John Calipari: ‘I’m overrated as a recruiter’
Ten pertinent questions related to UK basketball recruiting now that the fall signing period is over:
Should UK fans be worried about Kahlil Whitney?
Let’s get this one out of the way early. The answer is no. Whitney, the Cats’ highest-ranked commitment at No. 8 nationally in the 2019 class, did not officially sign during last week’s early period, a rare move for a UK recruit.
A source close to Whitney’s recruitment told ZagsBlog that the five-star prospect has always wanted to officially sign from the elementary school that he attended in Chicago, his hometown. Since Whitney now attends high school in New Jersey, he was unable to make this happen during the one-week signing period.
UK is not concerned about the matter, Whitney remains 100 percent committed to the Wildcats with no intention of reopening his commitment, and he will be on the team next season. The 6-foot-7 wing player will again be eligible to officially sign with the Cats starting in April.
Who’s left on UK’s 2019 radar?
In addition to the commitment from Whitney, the Cats have signed five-star point guard Tyrese Maxey and four-star wing Dontaie Allen. There are five uncommitted players who remain major priorities for Kentucky:
▪ Keion Brooks — a 6-7 wing from Fort Wayne, Ind. — is widely expected to pick either UK or Indiana sometime in the next few weeks. He’s No. 24 in the 247Sports composite rankings.
▪ Anthony Edwards — a 6-5 shooting guard from Atlanta — recently reclassified from 2020 and lists UK, Florida State, Georgia, Michigan State and North Carolina as his top five. FSU is the favorite, though he still plans to take official visits and could be swayed in the coming months. He’s No. 4 in the 247Sports composite rankings.
▪ Matthew Hurt — a 6-9 forward from Rochester, Minn. — still has several schools on his list. Kentucky should be considered a major player in his recruitment, and he’s expected in Lexington this weekend for his first official visit. He’s No. 7 in the 247Sports composite rankings.
▪ Jaden McDaniels — a 6-10 forward from Seattle — has already completed all five official visits and UK remains in the mix, along with San Diego State, Texas, UCLA and Washington. He’s No. 5 in the 247Sports composite rankings.
▪ Isaiah Stewart — a 6-10 post player from Rochester, N.Y. — took his final official visit to Duke over the weekend. He also visited UK, though the Cats came into his recruitment late and haven’t been given much of a shot to land his commitment. He’s No. 6 in the 247Sports composite rankings.
Any new faces in 2019?
Other than the previously mentioned players, there are only five uncommitted five-star prospects in the 2019 class, according to the 247Sports composite rankings. Vernon Carey (No. 2) and Cole Anthony (No. 3) have already removed UK from their lists. The Cats have shown no interest in 6-9 wing Precious Achiuwa (No. 9) or 6-9 center Trayce Jackson-Davis (No. 16). And UK showed some early interest in 6-9 forward Trendon Watford (No. 27), but there has been no reported contact between the two sides in months.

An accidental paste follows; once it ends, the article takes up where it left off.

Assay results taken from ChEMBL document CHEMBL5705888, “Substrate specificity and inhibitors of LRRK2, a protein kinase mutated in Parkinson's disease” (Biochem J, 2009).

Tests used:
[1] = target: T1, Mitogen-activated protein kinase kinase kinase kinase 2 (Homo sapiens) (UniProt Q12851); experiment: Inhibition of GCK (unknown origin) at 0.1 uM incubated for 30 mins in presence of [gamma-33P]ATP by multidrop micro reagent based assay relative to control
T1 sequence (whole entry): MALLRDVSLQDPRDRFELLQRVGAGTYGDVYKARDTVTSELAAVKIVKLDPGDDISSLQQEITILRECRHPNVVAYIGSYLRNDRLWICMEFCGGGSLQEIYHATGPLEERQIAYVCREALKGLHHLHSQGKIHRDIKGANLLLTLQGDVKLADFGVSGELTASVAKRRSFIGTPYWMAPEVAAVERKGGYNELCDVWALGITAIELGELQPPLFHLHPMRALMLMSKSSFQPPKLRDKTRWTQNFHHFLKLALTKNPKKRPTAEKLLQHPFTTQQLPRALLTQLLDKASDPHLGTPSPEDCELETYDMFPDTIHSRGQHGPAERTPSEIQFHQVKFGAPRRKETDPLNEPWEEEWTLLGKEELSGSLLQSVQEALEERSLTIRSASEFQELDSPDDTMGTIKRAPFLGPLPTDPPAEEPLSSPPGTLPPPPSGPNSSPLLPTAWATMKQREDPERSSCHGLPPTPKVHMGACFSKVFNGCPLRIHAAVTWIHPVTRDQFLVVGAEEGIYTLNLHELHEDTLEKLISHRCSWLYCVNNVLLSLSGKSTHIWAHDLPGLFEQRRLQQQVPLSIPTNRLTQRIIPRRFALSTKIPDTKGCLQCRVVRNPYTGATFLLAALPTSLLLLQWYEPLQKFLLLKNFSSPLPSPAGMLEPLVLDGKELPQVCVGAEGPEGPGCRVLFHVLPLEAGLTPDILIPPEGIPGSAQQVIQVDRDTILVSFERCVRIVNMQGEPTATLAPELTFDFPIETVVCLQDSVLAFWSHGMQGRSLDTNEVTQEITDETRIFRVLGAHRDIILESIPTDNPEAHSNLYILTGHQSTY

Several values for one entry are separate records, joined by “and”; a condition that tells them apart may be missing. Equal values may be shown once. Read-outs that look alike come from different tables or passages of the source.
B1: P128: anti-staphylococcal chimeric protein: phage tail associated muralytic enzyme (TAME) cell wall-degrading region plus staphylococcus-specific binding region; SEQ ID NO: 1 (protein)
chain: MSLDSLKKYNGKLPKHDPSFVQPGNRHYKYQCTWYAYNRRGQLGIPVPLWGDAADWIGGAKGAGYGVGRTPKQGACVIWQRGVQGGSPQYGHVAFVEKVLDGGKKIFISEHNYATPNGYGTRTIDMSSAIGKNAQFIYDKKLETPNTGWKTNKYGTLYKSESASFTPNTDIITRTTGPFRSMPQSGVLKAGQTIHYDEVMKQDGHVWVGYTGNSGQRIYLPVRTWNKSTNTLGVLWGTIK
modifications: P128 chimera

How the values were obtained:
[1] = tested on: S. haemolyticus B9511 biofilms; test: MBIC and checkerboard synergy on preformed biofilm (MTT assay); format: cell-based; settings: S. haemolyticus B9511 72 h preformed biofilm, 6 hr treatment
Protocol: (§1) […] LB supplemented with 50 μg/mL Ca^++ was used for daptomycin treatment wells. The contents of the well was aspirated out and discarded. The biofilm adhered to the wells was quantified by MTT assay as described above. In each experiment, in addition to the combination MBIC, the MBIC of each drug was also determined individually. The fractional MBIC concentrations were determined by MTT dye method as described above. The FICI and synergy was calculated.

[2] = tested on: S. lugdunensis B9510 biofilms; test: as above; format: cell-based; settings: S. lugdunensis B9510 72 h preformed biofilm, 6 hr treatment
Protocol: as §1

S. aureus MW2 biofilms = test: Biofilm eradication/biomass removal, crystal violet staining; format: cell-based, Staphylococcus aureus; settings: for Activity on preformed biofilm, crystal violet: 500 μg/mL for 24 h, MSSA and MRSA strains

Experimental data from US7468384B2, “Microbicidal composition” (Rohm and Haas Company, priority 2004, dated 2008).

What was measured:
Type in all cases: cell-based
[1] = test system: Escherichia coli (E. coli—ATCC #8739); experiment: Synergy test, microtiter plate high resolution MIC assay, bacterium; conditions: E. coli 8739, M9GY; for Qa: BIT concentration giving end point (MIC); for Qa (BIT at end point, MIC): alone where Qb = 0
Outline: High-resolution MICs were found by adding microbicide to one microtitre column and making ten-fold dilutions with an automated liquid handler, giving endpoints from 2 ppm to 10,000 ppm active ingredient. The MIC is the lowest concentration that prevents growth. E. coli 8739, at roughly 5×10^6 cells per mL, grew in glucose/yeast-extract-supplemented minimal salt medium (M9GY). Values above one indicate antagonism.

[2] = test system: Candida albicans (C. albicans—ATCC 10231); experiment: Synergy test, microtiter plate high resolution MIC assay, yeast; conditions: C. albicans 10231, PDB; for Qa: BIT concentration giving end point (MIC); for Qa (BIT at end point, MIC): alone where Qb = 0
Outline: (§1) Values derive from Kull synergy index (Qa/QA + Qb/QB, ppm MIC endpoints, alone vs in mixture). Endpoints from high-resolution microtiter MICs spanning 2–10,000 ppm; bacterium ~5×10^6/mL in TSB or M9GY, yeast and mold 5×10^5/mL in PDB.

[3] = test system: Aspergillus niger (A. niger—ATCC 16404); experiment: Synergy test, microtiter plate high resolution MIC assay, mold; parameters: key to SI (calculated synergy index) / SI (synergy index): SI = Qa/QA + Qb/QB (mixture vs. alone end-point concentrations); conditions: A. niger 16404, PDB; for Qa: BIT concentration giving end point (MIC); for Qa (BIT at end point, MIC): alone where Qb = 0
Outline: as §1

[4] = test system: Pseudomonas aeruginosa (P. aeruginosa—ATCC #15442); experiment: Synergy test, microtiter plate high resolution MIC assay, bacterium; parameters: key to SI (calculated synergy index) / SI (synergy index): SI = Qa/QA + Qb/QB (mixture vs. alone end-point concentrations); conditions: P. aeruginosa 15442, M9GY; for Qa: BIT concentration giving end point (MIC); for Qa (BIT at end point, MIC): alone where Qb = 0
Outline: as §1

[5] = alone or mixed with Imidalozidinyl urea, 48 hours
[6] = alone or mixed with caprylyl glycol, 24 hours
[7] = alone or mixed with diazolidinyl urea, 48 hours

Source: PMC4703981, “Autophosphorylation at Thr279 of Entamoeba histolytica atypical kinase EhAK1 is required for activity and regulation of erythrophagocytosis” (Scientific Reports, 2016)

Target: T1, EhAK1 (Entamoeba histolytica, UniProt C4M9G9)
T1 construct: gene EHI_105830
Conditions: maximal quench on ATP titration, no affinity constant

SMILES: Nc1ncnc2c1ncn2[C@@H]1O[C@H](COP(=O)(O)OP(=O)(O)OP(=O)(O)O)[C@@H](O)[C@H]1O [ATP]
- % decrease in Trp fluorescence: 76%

There are a few other players sprinkled throughout the Top 100 rankings, though the only one who has been linked to the Cats in recent months has been Oak Hill (Va.) center Kofi Cockburn (No. 33), and there’s been no mention of UK involvement in his recruitment since the summer.
Will anyone else reclassify?
Anthony Edwards made the move from 2020 last week, and 247Sports immediately made him the No. 1 player in its 2019 rankings. Others are likely to follow with similar moves over the next few months.
John Calipari and Tony Barbee were in Texas over the weekend to see three players who have been mentioned as reclassification candidates: shooting guard Jalen Green (No. 2 in the 2020 rankings), combo guard RJ Hampton (No. 5) and center N’Faly Dante (No. 9). Green won’t turn 18 until February 2020, making him a seemingly unlikely choice for reclassification. Hampton turns 18 this February, and — though he has said he’s sticking in 2020 — could still make a move to 2019. Dante, a 6-11 native of Mali now playing in Kansas, would help solve a potential frontcourt shortage for the Cats next season, but he hasn’t said much about a possible move.
Other names in the 2020 class will likely pop up in reclassification talk over the next few months.
Can Cats find another Reid Travis?